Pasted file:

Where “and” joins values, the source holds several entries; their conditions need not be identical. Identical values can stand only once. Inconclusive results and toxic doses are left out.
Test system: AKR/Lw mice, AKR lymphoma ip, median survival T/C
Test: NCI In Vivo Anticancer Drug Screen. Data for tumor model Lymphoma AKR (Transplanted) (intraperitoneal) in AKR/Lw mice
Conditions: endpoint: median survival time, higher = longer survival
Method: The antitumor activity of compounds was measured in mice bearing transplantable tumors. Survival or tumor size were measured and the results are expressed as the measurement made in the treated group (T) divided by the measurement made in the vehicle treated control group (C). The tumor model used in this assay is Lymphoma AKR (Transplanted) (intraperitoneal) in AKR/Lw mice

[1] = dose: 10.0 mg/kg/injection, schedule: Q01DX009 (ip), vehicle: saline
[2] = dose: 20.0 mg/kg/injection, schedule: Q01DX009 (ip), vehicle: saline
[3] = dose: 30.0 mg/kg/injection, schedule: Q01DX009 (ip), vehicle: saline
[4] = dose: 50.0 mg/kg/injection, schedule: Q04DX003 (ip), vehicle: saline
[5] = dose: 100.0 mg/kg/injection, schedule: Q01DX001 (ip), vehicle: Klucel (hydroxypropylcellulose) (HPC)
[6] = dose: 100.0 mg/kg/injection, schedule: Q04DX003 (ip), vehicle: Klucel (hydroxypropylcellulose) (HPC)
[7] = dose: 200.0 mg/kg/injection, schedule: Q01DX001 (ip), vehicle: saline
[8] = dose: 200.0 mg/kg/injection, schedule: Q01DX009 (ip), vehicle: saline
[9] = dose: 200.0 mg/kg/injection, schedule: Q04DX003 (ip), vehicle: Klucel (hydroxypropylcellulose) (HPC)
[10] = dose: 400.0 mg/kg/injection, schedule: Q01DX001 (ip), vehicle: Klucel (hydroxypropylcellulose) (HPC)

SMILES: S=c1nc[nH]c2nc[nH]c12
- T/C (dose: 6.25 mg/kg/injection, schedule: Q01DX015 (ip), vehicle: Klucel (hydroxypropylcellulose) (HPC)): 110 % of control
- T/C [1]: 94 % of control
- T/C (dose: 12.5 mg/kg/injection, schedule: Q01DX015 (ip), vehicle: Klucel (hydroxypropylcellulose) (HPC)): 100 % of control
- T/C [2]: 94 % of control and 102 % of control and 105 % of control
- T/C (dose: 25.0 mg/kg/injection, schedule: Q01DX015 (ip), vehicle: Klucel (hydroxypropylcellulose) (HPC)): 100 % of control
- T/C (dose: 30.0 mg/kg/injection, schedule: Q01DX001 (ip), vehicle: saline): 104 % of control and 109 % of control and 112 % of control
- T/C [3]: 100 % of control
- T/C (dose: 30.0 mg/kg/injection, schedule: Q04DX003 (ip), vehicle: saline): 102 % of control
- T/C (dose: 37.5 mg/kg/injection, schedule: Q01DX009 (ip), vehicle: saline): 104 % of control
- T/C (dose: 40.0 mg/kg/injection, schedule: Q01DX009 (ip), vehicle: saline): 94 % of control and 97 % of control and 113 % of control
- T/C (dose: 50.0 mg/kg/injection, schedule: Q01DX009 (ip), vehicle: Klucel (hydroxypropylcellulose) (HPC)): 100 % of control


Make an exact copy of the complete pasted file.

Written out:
Where “and” joins values, the source holds several entries; their conditions need not be identical. Identical values can stand only once. Inconclusive results and toxic doses are left out.
Test system: AKR/Lw mice, AKR lymphoma ip, median survival T/C
Test: NCI In Vivo Anticancer Drug Screen. Data for tumor model Lymphoma AKR (Transplanted) (intraperitoneal) in AKR/Lw mice
Conditions: endpoint: median survival time, higher = longer survival
Method: The antitumor activity of compounds was measured in mice bearing transplantable tumors. Survival or tumor size were measured and the results are expressed as the measurement made in the treated group (T) divided by the measurement made in the vehicle treated control group (C). The tumor model used in this assay is Lymphoma AKR (Transplanted) (intraperitoneal) in AKR/Lw mice

[1] = dose: 10.0 mg/kg/injection, schedule: Q01DX009 (ip), vehicle: saline
[2] = dose: 20.0 mg/kg/injection, schedule: Q01DX009 (ip), vehicle: saline
[3] = dose: 30.0 mg/kg/injection, schedule: Q01DX009 (ip), vehicle: saline
[4] = dose: 50.0 mg/kg/injection, schedule: Q04DX003 (ip), vehicle: saline
[5] = dose: 100.0 mg/kg/injection, schedule: Q01DX001 (ip), vehicle: Klucel (hydroxypropylcellulose) (HPC)
[6] = dose: 100.0 mg/kg/injection, schedule: Q04DX003 (ip), vehicle: Klucel (hydroxypropylcellulose) (HPC)
[7] = dose: 200.0 mg/kg/injection, schedule: Q01DX001 (ip), vehicle: saline
[8] = dose: 200.0 mg/kg/injection, schedule: Q01DX009 (ip), vehicle: saline
[9] = dose: 200.0 mg/kg/injection, schedule: Q04DX003 (ip), vehicle: Klucel (hydroxypropylcellulose) (HPC)
[10] = dose: 400.0 mg/kg/injection, schedule: Q01DX001 (ip), vehicle: Klucel (hydroxypropylcellulose) (HPC)

SMILES: S=c1nc[nH]c2nc[nH]c12
- T/C (dose: 6.25 mg/kg/injection, schedule: Q01DX015 (ip), vehicle: Klucel (hydroxypropylcellulose) (HPC)): 110 % of control
- T/C [1]: 94 % of control
- T/C (dose: 12.5 mg/kg/injection, schedule: Q01DX015 (ip), vehicle: Klucel (hydroxypropylcellulose) (HPC)): 100 % of control
- T/C [2]: 94 % of control and 102 % of control and 105 % of control
- T/C (dose: 25.0 mg/kg/injection, schedule: Q01DX015 (ip), vehicle: Klucel (hydroxypropylcellulose) (HPC)): 100 % of control
- T/C (dose: 30.0 mg/kg/injection, schedule: Q01DX001 (ip), vehicle: saline): 104 % of control and 109 % of control and 112 % of control
- T/C [3]: 100 % of control
- T/C (dose: 30.0 mg/kg/injection, schedule: Q04DX003 (ip), vehicle: saline): 102 % of control
- T/C (dose: 37.5 mg/kg/injection, schedule: Q01DX009 (ip), vehicle: saline): 104 % of control
- T/C (dose: 40.0 mg/kg/injection, schedule: Q01DX009 (ip), vehicle: saline): 94 % of control and 97 % of control and 113 % of control
- T/C (dose: 50.0 mg/kg/injection, schedule: Q01DX009 (ip), vehicle: Klucel (hydroxypropylcellulose) (HPC)): 100 % of control